News

A third of buildings in Barnet still unable to receive ultrafast broadband

Figures from January show 100,542 local properties – or 62% of the area – could access broadband with speeds of 300mb/s or more
By Will Grimond, Data Reporter

The Conservative party promised gigabit broadband – with download speeds of 1000mb/s – would be made available nationwide by 2025
The Conservative party promised gigabit broadband – with download speeds of 1000mb/s – would be made available nationwide by 2025

More than a third of properties in Barnet cannot access high-speed internet, new figures show.

High-speed internet has formed is a key part of the government’s levelling up agenda – but some properties in the area still cannot access internet with speeds of over 300mb/s.

New figures from Ofcom show that as of January 100,542 properties – or 62% of the area – could access “ultrafast” broadband, with speeds of 300mb/s or more.

High-speed internet is a key part of the government’s “levelling-up” agenda.

In their 2019 general election manifesto, the Conservative party promised gigabit broadband – with download speeds of 1000mb/s – would be made available nationwide by 2025.

This target was later revised down to 85% by 2025, with full coverage by 2030.

The same data shows across the country there were still thousands of properties below the minimum standard for “decent” broadband as of January.

Since March 2020, broadband providers have been required to meet a “universal service obligation”, meaning everyone has the legal right to a “decent, affordable” connection.

This is defined as a download speed of at least 10mb/s and an upload speed of 1mb/s, for a maximum of £45 a month.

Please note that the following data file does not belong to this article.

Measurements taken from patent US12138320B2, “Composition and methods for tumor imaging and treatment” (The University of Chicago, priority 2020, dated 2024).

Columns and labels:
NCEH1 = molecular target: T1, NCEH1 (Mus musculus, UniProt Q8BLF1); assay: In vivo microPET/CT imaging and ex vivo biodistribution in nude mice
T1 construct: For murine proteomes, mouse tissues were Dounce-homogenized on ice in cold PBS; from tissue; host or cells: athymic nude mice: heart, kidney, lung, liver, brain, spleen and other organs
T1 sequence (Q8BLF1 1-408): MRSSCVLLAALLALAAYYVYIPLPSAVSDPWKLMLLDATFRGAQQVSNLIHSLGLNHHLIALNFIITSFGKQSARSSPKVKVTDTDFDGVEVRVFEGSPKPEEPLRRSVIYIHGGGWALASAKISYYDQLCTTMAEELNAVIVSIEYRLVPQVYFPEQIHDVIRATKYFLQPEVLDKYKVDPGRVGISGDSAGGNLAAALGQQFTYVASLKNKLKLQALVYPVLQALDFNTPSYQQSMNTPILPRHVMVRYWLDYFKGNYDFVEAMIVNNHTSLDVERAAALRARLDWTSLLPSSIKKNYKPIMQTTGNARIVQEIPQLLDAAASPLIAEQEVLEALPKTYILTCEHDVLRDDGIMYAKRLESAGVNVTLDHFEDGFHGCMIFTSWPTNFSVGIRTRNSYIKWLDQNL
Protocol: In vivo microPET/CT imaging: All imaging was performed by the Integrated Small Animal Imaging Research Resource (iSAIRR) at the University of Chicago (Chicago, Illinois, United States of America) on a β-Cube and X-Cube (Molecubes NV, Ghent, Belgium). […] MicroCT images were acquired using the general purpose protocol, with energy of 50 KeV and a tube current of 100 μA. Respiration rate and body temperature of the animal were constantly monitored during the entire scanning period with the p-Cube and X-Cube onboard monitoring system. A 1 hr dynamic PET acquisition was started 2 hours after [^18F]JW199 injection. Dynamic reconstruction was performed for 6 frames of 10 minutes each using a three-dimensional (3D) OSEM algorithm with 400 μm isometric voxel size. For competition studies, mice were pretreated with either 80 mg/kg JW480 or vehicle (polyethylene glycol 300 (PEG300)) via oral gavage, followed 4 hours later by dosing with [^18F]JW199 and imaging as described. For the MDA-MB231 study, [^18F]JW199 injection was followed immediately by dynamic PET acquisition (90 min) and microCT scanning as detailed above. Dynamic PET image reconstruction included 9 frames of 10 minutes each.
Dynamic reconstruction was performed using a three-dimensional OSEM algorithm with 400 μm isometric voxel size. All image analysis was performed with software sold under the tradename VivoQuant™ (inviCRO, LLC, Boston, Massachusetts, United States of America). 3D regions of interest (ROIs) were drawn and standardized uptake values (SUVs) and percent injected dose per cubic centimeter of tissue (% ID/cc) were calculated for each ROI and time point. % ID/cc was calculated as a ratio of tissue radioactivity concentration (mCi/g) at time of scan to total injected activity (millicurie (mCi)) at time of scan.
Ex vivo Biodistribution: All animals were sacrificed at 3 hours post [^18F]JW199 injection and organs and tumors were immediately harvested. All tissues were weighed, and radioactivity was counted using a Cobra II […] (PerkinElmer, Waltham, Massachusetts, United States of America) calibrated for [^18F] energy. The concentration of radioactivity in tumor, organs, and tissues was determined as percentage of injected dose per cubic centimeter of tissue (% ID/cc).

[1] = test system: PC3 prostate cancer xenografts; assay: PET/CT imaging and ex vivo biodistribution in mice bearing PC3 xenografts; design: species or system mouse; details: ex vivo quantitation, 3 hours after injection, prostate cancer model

If customers cannot access internet at this speed, they can ask their local network provider to set up a connection – although internet providers are excused if the cost to them is over £3,400.

While there were just three homes below the “universal service obligation” in Barnet, across the country there were around 81,500 homes that did not meet it.

Ofcom said while new fibre-optic broadband had improved internet speeds for millions, some remain at risk of being left behind.

A spokesperson said: “Some homes in hard-to-reach areas still struggle to get decent broadband, so there’s more work to do to make sure these communities get the connections they need.”

Across London, 493 homes were below the minimum standard for broadband speed, the least of any region of the UK.

Meanwhile, Scotland, Northern Ireland and Wales had more than any English region, with over 20,000 in Scotland alone.

Which?, the consumer champion, said the cost-of-living crisis has made having a reliable, low-cost broadband all the more necessary.

The organisation’s director of policy and advocacy, Rocio Concha, said: “The industry and government must work together, or risk undermining the UK’s goal of becoming a world leader in connectivity.”

Ofcom’s figures show 66% of the UK could access gigabit broadband as of January.

A spokesperson for the Department for Digital, Culture, Media and Sport said: “We’ve put more cash into broadband rollout than any government in British history.

“More than 97% of UK premises can access superfast broadband, which meets people’s current needs, but we are determined to not leave anyone behind.

“Since the USO gave people the legal right to a decent internet connection two years ago more than 89,000 premises have been upgraded.

“We’re also prioritising these hard-to-reach areas for lightning-fast gigabit broadband through our record £5 billion Project Gigabit, with 600,000 premises already connected.”


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